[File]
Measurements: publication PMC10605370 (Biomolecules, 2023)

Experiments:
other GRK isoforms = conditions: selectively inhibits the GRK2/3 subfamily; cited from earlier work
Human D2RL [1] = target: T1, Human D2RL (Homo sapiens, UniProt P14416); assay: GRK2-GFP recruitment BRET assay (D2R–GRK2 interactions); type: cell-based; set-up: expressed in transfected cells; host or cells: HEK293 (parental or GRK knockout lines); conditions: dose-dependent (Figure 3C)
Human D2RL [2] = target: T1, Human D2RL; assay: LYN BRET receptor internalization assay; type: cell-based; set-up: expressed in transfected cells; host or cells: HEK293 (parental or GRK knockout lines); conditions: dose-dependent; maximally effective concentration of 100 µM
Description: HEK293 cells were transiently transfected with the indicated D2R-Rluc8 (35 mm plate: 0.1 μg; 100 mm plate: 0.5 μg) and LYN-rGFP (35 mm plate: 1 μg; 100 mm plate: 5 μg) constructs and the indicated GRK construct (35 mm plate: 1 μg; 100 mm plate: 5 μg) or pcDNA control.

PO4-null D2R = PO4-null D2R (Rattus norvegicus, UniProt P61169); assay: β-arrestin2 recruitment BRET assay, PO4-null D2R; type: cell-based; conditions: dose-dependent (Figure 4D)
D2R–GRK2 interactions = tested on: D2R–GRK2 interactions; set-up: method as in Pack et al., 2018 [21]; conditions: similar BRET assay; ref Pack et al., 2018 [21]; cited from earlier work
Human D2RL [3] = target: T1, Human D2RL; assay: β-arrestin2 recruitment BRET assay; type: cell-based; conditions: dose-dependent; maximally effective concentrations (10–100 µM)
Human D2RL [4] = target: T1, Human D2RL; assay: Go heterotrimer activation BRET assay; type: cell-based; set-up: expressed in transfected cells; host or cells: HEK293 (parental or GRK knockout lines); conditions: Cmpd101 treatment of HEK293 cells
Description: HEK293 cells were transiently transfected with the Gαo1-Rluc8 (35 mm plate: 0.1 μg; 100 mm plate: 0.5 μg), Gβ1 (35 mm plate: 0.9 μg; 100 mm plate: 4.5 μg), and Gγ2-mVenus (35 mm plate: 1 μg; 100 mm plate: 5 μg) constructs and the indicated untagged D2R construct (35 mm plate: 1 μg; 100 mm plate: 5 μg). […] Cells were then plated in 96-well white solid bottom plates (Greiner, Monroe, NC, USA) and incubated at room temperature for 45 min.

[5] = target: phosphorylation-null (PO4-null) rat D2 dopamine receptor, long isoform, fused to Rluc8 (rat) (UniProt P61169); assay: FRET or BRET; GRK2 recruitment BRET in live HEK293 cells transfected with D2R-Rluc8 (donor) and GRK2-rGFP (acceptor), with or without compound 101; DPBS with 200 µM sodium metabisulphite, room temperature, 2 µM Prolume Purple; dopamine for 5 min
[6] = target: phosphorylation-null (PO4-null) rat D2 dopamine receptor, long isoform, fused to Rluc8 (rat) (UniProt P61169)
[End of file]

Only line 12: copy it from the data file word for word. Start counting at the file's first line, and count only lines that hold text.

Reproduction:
[5] = target: phosphorylation-null (PO4-null) rat D2 dopamine receptor, long isoform, fused to Rluc8 (rat) (UniProt P61169); assay: FRET or BRET; GRK2 recruitment BRET in live HEK293 cells transfected with D2R-Rluc8 (donor) and GRK2-rGFP (acceptor), with or without compound 101; DPBS with 200 µM sodium metabisulphite, room temperature, 2 µM Prolume Purple; dopamine for 5 min